Editor’s Note: In an attempt to uplift and amplify the UW Black Student Union, the Opinion section is pursuing eight pieces that will address the UW BSU’s demands for the University of Washington. This piece dives into the nuances of the demand to hire more Black faculty — and retain them.
Each of the UW’s Black Student Union’s (BSU) demands for the UW build on each other, advocating for the university to meet Black students’ needs and actively work to dismantle the institutional racism and inequity at a school that prides itself on diversity.
Fourth in a list of seven demands: Hire more Black faculty.
The nuances of this demand extend to more than simply increasing faculty diversity at UW. Research shows that performance gaps of minority students can close 20-50% if faculty demographics more closely resemble those of students. Not to mention, Black professors provide role models and resources for Black students who can better relate to them.
"Black students connect better with Black professors," BSU vice president of campus affairs Navon Morgan said. "They can see and understand your worldview."
Black professors can bring more visibility of Black experiences and history, as well as a critical awareness of how these shape our education today, into the classroom. In fact, a study suggests that students prefer professors of color, and it's crucial to recognize that a professor's identity will inherently shape how they approach the classroom and how they connect with students.
That's why hiring more Black faculty is also foundational to the BSU's fifth demand: to increase the diversity requirement at the UW. A class on critical race theory taught by a white professor will not be the same as one taught by a Black professor.
According to the 2018 Board of Regents (BOR) Diversity Metrics Databook, only 1.7% of professorial faculty at the UW are Black; 68% are white.
Across the nation, we see student diversity increasing much more quickly than that of faculty. In fall 2017, according to the National Center for Education Statistics, 24% of post-secondary faculty nationwide were nonwhite, compared to 45% of students.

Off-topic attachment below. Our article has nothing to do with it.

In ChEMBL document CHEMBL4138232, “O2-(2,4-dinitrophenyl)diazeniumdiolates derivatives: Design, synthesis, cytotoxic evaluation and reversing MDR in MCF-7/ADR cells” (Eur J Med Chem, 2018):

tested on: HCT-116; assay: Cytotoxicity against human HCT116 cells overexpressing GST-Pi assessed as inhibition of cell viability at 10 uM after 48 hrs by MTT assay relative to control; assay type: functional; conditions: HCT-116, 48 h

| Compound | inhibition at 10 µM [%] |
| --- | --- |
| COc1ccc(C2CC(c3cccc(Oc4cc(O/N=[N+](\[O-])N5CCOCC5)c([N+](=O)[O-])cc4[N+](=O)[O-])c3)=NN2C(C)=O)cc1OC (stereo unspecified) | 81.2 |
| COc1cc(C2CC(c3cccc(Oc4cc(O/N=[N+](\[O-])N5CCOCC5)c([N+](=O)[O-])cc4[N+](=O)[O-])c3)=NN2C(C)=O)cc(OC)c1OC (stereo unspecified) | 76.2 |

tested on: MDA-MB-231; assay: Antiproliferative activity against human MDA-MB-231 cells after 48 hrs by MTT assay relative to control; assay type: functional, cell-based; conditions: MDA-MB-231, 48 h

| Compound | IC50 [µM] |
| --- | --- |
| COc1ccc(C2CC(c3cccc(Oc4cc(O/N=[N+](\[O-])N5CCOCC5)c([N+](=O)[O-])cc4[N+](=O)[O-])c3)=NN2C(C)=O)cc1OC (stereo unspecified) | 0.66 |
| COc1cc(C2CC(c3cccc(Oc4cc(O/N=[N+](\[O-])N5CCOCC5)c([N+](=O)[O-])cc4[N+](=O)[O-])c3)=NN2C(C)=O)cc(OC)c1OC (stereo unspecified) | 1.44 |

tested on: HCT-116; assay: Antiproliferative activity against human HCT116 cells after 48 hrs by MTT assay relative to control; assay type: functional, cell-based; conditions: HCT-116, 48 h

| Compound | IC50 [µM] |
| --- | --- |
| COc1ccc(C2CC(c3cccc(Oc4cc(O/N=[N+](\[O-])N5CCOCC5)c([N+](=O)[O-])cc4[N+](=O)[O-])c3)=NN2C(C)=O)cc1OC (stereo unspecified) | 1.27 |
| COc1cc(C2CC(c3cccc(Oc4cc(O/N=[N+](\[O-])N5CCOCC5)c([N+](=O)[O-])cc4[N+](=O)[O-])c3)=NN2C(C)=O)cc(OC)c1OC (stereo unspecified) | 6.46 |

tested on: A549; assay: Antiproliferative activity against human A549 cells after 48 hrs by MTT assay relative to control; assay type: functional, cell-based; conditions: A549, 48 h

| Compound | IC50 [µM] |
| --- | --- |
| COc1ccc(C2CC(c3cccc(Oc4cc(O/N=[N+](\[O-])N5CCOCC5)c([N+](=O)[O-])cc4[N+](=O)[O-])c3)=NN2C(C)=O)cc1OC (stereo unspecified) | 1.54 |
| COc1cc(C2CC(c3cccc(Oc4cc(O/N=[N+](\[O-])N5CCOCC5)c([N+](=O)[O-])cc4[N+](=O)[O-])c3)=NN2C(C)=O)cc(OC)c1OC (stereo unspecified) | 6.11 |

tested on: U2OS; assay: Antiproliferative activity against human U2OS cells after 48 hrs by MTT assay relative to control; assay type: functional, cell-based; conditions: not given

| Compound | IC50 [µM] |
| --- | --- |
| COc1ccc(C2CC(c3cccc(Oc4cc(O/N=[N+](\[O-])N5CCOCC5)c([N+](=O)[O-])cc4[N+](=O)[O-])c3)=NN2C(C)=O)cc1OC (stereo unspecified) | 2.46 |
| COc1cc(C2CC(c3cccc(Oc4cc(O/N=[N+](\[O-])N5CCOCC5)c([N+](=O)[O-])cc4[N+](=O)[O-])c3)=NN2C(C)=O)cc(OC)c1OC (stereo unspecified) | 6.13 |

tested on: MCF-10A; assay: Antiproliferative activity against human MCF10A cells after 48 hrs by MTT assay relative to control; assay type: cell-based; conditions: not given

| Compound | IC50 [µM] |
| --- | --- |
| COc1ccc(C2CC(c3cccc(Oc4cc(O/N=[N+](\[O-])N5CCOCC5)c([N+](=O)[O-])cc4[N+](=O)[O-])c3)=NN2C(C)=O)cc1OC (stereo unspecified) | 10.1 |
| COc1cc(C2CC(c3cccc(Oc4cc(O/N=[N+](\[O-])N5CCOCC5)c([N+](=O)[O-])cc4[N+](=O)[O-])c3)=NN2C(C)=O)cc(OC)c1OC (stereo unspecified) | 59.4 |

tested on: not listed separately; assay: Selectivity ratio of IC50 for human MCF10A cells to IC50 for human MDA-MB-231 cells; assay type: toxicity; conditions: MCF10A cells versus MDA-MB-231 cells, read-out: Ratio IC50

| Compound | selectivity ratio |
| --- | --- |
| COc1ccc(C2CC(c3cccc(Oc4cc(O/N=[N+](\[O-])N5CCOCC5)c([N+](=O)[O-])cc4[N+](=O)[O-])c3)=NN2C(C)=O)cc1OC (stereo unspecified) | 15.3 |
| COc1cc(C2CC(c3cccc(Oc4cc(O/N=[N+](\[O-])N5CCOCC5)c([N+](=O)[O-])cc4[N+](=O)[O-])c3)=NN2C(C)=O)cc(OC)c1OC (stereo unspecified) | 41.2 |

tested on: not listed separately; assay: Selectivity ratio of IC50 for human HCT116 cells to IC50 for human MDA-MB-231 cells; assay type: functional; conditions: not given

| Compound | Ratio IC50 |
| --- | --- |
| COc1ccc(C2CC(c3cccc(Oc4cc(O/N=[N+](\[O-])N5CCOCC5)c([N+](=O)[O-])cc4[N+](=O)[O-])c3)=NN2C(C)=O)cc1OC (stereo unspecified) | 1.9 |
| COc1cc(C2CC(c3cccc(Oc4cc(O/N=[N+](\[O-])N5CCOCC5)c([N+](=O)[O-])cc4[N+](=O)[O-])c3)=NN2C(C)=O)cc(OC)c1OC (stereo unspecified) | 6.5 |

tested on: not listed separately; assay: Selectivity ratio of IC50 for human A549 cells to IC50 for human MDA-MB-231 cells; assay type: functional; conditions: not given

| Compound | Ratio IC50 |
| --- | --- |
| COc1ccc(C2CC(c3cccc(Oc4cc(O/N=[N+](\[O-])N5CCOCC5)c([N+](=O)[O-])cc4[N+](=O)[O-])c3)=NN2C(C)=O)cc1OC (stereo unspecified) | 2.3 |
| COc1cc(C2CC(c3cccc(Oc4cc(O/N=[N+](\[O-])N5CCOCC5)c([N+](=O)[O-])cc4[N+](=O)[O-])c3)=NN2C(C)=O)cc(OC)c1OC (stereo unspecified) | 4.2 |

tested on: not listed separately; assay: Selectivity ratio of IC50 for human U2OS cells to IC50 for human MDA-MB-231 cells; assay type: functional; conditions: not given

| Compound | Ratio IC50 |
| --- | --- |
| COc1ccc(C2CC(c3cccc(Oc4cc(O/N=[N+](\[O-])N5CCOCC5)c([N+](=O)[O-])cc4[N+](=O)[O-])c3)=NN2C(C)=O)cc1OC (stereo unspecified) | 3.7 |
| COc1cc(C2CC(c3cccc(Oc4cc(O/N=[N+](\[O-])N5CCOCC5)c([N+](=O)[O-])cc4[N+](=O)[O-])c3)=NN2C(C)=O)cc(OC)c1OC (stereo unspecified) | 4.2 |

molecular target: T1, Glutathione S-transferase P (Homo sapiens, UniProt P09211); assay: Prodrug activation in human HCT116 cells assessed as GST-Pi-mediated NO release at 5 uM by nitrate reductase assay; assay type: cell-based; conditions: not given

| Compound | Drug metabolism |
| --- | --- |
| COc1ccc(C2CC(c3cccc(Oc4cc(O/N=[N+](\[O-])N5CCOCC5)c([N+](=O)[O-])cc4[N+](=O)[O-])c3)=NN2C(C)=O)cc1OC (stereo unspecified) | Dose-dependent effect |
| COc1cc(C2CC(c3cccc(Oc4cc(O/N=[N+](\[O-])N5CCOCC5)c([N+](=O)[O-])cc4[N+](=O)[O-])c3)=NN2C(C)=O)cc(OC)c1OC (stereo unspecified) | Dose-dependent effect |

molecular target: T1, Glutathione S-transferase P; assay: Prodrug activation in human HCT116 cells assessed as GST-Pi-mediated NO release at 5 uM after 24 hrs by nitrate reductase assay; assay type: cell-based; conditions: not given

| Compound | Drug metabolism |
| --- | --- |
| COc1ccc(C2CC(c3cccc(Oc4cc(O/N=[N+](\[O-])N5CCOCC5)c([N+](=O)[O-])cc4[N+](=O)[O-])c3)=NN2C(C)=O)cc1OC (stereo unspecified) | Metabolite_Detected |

"Most people can go their whole four years, especially in STEM, without having any [Black professors]," Morgan said.
Research supports Morgan's statement, including a 2017 study from the University of Missouri which found that Black professors were especially underrepresented in science and math-intensive disciplines.
In UW President Ana Marie Cauce's response to the BSU's demands, she noted the establishment of two hiring initiatives: a program to recruit BIPoC Ph.D. students into faculty positions, and implicit bias training in faculty search committees.
While BSU hopes to see results from this response, one of their remaining concerns includes the lack of a timeline to demonstrate commitment and accountability to follow through on these demands. Another concern is the lacking discussion around retention rates of Black professors at the UW, which is essential to sustaining long-term change in faculty diversity.
Nationwide, faculty positions without tenure are more diverse than fully tenured professors. For instance, according to the Pew Research Center, 27% of assistant professors were nonwhite in fall 2017, compared to 19% of professors.
Retention rates don't magically increase because faculty diversity went up for a year. Retaining Black professors at the UW will require expanding the diversity of tenured positions, and deep environmental change.
"What does UW even have to offer a Black professor when a Black student can barely make it through?" Mahilet Mesfin, president of the BSU, said.
Going beyond diversity hiring initiatives is necessary to implement sustainable change in and outside of the classroom at the UW. Since 1968, at the inception of the BSU, students have called for increased hiring of Black faculty. We need to keep the pressure on the UW to demonstrate accountability and invest in the diversity of UW faculty on an environmental, demographic, and academic level.
Reach writer Tatum Lindquist at email@example.com. Twitter: @TatumLindquist
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